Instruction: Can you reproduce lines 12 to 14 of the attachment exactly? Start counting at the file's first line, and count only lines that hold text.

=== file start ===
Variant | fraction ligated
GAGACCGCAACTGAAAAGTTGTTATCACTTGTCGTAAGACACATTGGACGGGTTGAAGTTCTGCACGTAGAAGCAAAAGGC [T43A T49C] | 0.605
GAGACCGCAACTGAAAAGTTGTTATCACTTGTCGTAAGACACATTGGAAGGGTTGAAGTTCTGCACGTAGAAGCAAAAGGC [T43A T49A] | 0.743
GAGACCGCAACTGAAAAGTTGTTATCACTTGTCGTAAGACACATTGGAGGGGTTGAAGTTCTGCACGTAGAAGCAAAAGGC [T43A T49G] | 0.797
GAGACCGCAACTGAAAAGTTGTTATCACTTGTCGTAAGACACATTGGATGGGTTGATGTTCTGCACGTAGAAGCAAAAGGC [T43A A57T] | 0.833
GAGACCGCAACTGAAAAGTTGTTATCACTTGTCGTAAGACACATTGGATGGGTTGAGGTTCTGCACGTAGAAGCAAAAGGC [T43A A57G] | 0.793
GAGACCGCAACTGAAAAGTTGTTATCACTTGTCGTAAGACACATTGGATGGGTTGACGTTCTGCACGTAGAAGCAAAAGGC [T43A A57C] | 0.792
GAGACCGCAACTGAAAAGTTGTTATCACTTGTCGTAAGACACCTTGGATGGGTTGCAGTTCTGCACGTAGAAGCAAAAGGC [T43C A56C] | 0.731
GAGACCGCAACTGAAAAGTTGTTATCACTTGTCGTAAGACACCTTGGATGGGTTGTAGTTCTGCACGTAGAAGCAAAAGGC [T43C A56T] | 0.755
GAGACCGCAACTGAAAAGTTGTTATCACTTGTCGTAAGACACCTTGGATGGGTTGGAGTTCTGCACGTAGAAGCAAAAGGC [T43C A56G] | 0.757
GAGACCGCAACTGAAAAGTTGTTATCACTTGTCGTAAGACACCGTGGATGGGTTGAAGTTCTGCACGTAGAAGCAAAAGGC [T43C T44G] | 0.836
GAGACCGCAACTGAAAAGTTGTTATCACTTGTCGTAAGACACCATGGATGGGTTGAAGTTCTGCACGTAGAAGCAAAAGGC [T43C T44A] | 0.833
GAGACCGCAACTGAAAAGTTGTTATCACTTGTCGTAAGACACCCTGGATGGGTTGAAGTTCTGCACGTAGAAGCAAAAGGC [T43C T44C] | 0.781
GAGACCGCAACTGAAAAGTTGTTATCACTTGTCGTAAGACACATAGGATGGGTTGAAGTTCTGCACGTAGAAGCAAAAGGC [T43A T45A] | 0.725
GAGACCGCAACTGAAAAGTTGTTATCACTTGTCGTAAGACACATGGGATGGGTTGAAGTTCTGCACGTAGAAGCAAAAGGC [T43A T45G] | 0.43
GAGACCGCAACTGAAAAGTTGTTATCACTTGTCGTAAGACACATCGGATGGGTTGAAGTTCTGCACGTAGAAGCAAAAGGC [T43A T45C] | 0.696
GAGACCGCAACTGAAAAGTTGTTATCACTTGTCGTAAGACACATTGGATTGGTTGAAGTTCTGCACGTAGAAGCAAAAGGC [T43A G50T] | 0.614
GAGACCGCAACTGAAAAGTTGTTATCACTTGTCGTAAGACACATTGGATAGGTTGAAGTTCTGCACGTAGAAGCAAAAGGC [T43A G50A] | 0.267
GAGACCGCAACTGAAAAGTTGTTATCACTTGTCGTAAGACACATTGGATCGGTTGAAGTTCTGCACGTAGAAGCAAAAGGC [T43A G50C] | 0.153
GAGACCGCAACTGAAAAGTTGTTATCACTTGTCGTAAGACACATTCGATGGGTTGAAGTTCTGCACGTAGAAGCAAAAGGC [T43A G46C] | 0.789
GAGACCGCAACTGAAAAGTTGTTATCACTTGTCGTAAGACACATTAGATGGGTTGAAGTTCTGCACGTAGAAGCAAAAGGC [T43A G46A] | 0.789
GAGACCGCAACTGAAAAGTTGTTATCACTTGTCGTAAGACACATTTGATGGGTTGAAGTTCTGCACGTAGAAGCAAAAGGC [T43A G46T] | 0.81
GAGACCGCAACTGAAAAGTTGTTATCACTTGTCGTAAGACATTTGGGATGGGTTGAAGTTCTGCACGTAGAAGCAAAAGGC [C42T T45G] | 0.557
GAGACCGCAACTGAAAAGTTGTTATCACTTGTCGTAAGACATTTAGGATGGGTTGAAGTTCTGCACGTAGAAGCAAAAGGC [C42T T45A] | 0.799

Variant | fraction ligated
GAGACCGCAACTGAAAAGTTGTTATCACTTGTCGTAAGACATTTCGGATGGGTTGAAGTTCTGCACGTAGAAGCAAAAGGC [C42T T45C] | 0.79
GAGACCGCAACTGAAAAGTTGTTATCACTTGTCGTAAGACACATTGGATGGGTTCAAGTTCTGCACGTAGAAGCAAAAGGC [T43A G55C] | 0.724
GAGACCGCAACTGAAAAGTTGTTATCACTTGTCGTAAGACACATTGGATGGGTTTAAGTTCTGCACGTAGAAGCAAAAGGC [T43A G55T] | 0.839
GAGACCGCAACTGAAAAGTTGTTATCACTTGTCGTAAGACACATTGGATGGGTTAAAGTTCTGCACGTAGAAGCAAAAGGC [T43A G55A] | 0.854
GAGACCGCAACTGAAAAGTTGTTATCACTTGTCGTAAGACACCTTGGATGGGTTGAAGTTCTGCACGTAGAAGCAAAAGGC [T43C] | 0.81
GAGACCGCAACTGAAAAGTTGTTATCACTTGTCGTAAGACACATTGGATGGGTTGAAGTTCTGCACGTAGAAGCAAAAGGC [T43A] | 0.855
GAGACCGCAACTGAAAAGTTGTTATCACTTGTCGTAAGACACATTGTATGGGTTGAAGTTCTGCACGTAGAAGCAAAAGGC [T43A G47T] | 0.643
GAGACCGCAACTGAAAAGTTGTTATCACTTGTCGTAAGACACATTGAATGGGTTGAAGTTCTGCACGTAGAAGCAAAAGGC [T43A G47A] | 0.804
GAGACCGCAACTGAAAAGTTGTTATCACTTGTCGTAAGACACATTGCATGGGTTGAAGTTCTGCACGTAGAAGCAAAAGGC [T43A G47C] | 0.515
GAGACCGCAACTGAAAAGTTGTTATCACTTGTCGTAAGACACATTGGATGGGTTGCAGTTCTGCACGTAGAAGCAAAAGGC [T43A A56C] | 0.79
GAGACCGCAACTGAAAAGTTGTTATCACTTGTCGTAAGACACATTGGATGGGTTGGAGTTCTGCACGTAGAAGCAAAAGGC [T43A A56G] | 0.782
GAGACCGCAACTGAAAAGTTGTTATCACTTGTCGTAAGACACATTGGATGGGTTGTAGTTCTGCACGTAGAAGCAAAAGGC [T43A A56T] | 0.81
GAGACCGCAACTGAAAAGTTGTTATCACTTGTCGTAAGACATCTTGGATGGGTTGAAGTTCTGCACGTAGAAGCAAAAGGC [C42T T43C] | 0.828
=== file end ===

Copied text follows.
GAGACCGCAACTGAAAAGTTGTTATCACTTGTCGTAAGACACCATGGATGGGTTGAAGTTCTGCACGTAGAAGCAAAAGGC [T43C T44A] | 0.833
GAGACCGCAACTGAAAAGTTGTTATCACTTGTCGTAAGACACCCTGGATGGGTTGAAGTTCTGCACGTAGAAGCAAAAGGC [T43C T44C] | 0.781
GAGACCGCAACTGAAAAGTTGTTATCACTTGTCGTAAGACACATAGGATGGGTTGAAGTTCTGCACGTAGAAGCAAAAGGC [T43A T45A] | 0.725